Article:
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General Predator – Assassin Bugs

SKU: 678034Z

$27.50 + Tax

All Biologicals must be ordered by Wednesday to receive the following Wednesday.

The Leafhopper Assassin Bug, Zelus renardii is a hardworking ambush predator and excellent addition to any growing area. Contrary to what their common name suggests, they are generalist predators that feed on a variety of small to medium sized plant pests including aphids, mealybugs, caterpillars, thrips and more.

Assassin Bugs begin feeding immediately after hatching, however, they cannot actively hunt prey until they reach 2nd instar. As they mature, they produce resin on their legs that allows them to trap prey and feed as they move. They kill prey by piercing with their rostrum (beak) and injecting a digestive enzyme. This allows Assassin Bugs to rapidly kill prey that is much larger than they are.

Life Cycle: Assassin Bugs live approximately 2 months, which allows them to provide ongoing pest control in the release area. It can take up to 10 days for eggs to hatch, so take that into account when planning your Integrated Pest Management program. Assassin Bugs begin feeding as soon as they emerge. Once they reach 2nd instar, they will actively hunt for prey and continue to do so as they mature into adulthood. With adequate food supplies and a suitable environment, they may lay eggs and reproduce in the growing area. They are likely to stay in the treatment area until their food sources have diminished making them a suitable alternative to ladybugs in warmer climates.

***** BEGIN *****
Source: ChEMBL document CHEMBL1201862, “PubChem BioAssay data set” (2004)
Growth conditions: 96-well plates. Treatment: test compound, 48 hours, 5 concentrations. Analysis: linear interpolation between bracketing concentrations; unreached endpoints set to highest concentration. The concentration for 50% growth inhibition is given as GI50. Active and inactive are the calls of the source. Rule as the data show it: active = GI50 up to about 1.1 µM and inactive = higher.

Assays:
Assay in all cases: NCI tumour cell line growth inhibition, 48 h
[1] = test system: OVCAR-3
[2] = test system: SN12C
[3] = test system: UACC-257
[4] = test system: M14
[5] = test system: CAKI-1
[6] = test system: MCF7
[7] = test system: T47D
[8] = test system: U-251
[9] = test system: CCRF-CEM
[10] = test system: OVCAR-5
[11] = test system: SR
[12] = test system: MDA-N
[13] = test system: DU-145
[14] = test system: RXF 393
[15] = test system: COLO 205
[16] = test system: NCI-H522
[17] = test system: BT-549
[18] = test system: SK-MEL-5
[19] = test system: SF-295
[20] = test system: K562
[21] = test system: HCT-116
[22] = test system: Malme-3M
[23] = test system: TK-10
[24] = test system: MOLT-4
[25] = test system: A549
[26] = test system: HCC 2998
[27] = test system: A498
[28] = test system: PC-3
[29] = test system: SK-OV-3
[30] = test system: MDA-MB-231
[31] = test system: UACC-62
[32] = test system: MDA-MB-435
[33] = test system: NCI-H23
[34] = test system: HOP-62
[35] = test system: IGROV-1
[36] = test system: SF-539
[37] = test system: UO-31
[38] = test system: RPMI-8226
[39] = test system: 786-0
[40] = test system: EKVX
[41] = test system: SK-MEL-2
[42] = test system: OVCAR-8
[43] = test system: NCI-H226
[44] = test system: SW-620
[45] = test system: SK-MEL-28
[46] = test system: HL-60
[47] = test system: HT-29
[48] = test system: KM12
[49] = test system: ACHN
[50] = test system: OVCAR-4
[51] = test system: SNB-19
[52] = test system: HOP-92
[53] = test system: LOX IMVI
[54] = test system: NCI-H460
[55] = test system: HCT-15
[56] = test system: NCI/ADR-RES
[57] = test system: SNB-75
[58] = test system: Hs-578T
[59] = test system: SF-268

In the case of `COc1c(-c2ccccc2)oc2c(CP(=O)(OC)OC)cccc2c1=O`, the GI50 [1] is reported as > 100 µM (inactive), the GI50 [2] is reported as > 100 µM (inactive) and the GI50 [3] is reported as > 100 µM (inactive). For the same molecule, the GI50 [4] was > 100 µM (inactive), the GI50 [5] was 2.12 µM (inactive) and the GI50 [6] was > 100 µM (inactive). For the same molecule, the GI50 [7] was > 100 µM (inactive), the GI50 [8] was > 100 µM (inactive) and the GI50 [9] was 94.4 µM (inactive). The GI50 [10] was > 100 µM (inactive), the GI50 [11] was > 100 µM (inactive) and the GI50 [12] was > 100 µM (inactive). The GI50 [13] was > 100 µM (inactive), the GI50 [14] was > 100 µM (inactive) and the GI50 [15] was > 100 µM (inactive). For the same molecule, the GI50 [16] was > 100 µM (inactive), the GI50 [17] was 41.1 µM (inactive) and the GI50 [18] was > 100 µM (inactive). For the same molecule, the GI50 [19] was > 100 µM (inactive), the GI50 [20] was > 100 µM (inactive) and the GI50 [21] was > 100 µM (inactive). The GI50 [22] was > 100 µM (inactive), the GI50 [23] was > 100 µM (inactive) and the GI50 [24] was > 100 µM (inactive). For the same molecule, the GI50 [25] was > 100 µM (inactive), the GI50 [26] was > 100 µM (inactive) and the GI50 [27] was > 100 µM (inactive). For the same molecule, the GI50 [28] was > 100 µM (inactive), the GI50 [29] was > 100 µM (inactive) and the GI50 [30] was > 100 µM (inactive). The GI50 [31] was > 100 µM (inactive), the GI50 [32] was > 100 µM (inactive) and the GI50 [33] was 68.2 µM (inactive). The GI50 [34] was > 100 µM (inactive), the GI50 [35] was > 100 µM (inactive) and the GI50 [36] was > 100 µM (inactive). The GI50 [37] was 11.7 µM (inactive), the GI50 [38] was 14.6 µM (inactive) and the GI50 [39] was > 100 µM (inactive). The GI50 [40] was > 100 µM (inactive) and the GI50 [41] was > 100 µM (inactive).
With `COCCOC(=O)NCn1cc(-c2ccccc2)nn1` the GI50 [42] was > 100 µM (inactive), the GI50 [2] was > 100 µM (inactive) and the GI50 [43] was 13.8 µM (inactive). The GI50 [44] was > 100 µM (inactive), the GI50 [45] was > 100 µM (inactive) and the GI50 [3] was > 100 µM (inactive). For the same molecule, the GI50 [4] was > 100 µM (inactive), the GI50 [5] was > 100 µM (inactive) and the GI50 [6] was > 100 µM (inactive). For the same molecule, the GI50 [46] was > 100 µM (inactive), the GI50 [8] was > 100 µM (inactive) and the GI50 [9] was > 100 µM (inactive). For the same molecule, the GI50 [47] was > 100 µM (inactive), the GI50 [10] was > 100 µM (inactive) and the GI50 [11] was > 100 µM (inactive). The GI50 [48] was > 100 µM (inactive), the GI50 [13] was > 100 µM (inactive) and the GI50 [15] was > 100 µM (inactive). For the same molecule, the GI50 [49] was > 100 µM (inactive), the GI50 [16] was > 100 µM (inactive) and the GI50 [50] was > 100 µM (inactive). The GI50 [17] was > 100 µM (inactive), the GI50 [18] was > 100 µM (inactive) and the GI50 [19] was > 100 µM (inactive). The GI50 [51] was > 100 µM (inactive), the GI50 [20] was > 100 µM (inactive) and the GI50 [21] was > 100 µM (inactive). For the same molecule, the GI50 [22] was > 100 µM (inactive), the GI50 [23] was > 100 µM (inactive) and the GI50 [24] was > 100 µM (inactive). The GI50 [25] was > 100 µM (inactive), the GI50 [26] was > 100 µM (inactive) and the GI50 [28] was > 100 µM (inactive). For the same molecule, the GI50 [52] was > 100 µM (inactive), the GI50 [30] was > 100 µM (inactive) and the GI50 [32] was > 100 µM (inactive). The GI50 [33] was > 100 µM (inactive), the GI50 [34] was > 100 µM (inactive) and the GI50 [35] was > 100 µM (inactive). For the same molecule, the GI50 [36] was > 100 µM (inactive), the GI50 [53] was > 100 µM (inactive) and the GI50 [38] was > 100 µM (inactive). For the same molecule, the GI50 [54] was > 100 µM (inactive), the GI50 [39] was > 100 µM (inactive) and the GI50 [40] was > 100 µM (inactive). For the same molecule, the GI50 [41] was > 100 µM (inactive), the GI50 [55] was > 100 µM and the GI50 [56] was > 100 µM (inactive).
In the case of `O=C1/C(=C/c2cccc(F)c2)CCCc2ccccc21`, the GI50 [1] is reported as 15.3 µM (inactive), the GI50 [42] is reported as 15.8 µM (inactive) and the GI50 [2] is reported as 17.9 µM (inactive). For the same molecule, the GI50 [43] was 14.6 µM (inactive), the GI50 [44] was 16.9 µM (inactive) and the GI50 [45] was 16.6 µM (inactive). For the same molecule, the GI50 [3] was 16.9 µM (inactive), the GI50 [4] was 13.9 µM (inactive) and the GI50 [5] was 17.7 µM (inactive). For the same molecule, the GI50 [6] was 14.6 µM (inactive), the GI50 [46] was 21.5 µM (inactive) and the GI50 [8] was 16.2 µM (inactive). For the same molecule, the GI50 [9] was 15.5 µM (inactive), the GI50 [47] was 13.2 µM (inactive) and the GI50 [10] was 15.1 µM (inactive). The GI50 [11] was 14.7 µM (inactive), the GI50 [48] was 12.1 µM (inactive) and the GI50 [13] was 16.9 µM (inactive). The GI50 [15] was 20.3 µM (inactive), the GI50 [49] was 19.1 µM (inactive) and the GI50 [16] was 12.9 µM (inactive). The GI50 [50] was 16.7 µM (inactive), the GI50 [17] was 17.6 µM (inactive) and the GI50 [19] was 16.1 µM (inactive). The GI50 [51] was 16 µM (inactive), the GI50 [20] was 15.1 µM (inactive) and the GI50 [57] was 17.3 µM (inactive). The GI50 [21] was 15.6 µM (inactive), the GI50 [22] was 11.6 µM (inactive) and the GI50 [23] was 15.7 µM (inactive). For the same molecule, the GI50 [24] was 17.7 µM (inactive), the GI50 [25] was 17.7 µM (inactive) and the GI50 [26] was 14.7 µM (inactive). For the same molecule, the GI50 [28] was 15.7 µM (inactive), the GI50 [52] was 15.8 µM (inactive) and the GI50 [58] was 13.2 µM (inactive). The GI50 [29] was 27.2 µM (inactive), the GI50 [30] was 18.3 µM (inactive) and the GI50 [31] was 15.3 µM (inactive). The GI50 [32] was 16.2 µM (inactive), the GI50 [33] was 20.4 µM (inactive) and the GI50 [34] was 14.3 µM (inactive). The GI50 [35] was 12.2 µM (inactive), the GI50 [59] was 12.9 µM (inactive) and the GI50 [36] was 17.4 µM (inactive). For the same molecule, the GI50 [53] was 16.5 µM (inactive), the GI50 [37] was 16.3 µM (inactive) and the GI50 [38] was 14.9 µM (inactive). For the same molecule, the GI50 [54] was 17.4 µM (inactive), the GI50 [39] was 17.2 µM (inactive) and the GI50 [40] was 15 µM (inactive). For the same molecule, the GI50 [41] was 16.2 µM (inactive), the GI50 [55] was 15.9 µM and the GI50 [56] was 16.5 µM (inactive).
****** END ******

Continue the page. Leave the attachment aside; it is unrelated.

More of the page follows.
Note: Assassin Bugs molt multiple times as they grow. The shed skins may resemble dead Assassin Bugs, but are not evidence of noticeable die off. Check the release area for live assassin bugs periodically and contact us if you have questions or concerns.

All Biologicals must be ordered by Wednesday to receive the following Wednesday.

Temperature Considerations: Zelus renardii is tolerant to adverse temperature/humidity levels and has shown effectiveness in hot climates. Temperature and humidity have not been shown to inhibit colony establishment or feeding.

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